Saturday, 28 June 2008

First sexual experience

After my last post on sexology, I received a number of very interesting comments. Laurie initiated the discussion and it went on from there.

This was the first time (and perhaps the last) that I inspired someone to blog out how it was for them. But from her and others it soon emerged that innocence about, and ignorance of, sexual detail was fairly widespread, and had not been confined just to my adolescence as I had believed.

I thought it would be interesting to explore first sexual experiences to see what triumphs and disasters people had to recount.

Then I remembered that my daughter reads this blog and I changed my mind. Children! Even grown up ones.

Tuesday, 24 June 2008

Sexologist: a tough job, but someone's got to do it

I grew up in what can only be described as the black hole of sexual knowledge. I've got that wrong. I mean that I was outside the black hole and all the sexual knowledge in the universe had been sucked into it.

Yes, folks, I'm talking about the 50s. Actually it was probably a bit patchy before then, but compared to the halcyon times to follow, it was a sparse period indeed.

I received absolutely no sexual information from my parents, and I think that was true for most of my contemporaries. However, between us we gleaned and we pooled what little information there was. The outcome was not a happy one. There was talk of having to put excretory organs together, of weeing, of tadpoles escaping and goodness knows what else.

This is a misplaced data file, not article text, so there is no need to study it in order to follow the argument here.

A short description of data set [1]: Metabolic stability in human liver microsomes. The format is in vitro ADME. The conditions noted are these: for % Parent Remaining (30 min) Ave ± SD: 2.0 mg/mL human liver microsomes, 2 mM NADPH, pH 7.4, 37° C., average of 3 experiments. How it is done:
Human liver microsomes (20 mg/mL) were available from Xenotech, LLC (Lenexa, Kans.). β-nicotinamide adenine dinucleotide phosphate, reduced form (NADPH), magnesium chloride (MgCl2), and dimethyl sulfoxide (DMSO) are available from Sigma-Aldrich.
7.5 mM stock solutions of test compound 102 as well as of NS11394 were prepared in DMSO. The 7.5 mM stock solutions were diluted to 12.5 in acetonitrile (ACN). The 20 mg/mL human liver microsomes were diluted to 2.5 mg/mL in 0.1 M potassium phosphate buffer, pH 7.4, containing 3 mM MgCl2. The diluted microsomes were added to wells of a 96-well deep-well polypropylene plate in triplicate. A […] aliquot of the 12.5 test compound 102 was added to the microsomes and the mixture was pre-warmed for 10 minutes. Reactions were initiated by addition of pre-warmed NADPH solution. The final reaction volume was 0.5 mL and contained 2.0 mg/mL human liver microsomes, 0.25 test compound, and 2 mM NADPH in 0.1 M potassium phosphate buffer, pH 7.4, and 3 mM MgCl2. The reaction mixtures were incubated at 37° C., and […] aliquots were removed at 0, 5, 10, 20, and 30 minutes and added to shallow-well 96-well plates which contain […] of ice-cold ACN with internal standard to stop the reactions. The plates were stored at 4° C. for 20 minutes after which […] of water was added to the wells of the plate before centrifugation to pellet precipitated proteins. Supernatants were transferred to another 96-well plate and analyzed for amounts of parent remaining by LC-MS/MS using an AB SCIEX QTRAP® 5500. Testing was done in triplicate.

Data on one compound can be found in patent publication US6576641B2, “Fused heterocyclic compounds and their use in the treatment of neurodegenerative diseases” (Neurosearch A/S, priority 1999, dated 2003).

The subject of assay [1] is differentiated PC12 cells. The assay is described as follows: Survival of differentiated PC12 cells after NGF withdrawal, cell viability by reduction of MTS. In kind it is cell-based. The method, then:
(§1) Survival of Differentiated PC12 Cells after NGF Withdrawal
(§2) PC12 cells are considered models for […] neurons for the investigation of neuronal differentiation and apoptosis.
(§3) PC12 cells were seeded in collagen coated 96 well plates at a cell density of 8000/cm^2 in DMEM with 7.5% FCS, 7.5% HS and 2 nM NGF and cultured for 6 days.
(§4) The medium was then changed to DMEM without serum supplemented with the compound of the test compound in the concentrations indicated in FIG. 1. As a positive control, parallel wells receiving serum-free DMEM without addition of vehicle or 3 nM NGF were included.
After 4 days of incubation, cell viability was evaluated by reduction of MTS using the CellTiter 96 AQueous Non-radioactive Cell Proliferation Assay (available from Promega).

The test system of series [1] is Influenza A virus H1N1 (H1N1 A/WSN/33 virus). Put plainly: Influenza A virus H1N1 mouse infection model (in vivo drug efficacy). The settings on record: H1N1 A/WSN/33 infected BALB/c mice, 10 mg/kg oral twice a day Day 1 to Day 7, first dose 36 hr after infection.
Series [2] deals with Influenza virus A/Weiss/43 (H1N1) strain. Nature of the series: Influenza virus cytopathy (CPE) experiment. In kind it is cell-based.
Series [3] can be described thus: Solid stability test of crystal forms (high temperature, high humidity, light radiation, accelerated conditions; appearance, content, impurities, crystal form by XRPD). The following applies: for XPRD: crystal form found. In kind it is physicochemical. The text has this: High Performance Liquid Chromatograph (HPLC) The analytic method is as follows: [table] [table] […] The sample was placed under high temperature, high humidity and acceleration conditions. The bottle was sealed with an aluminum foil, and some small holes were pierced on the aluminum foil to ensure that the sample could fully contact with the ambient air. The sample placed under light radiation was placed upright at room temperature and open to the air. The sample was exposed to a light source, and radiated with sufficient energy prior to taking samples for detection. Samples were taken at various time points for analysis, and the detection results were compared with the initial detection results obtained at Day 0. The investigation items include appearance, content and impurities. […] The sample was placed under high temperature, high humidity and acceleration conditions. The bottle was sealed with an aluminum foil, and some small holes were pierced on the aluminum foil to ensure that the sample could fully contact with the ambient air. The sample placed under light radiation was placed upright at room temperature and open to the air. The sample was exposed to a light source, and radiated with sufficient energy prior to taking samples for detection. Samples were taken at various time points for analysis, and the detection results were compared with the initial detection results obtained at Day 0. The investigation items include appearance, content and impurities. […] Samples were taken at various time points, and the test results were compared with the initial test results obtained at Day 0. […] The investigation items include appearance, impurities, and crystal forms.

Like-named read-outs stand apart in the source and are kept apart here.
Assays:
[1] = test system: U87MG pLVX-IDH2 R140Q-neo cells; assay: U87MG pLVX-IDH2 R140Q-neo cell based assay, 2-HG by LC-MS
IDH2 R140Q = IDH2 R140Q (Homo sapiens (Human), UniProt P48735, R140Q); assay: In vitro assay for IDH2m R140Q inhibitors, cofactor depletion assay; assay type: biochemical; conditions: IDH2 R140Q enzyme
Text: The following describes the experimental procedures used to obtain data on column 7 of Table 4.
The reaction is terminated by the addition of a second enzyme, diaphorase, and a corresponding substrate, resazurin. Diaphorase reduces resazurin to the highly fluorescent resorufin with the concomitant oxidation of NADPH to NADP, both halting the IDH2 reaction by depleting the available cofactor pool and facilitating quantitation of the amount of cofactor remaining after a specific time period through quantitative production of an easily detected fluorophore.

Interestingly enough, these new and rather disgusting theories did not displace the prevailing theory, that one prayed for babies. In fact one of the polls we took on a regular basis was who would use which method. Most of us decided that we would pray for babies when it was time, and looked askance at those who professed otherwise.

The mother of a friend must have had an eroded cervix, because we were assured by him that after his parents had "done it" there was blood on a towel. We were horrified, and I don't think any of us looked at our obviously brutish fathers in quite the same way again. Though of course almost all of us were convinced that none of our parents were doing it any more. I mean, why bother after the birth of the last sibling? I think we felt very sorry for any child whose parents were sufficiently depraved to continue such practices after the necessity had passed.

Literature was of little help either. There were only three sources that I knew of.

The first was the problem page of my mother's magazine, which may have been called "Woman". Since both the problems and the advice were veiled, they tantalised rather than informed. "The best thing would be to hold your breath and cross your legs. If you need more help, please write again enclosing a self-addressed envelope". Or "If you find that you cannot help yourself, you might try wearing gloves before you go to sleep". What on earth was that about?

The second was an infamous book called "What Every Young Boy Should Know". Despite the title, it was a deeply unhelpful book and scarred most of us for life. I think it was published late 19th century but was still doing the rounds when I was a lad. To cut a long story short, we were to avoid, at all costs, a self-stimulating activity that would lead to a "spasm of the nerves" which would surely result in imbecility, madness or even death. From the same source I learnt that a drop of semen was worth a pint of blood. No wonder I'm so anaemic.

The last was "Ideal Marriage" by van de Velde. This wasn't such a bad book in fact, just constrained by the times. In those days books couldn't extol the "joy of sex" directly; they were required to take the form of text books of the medical genre. It thus featured some details you would rather not know, but also an intriguing illustration of a woman with three pairs of breasts. Apparently we have a "milk line" as other mammals do (such as cats and dogs) and while more than one pair along the line is unusual, it is not impossible.

By the time I got to university and was doing psychology I was able to buy such books openly (I have to admit buying van de Velde mail order when I was 17 - far too embarrassed to do so across the counter).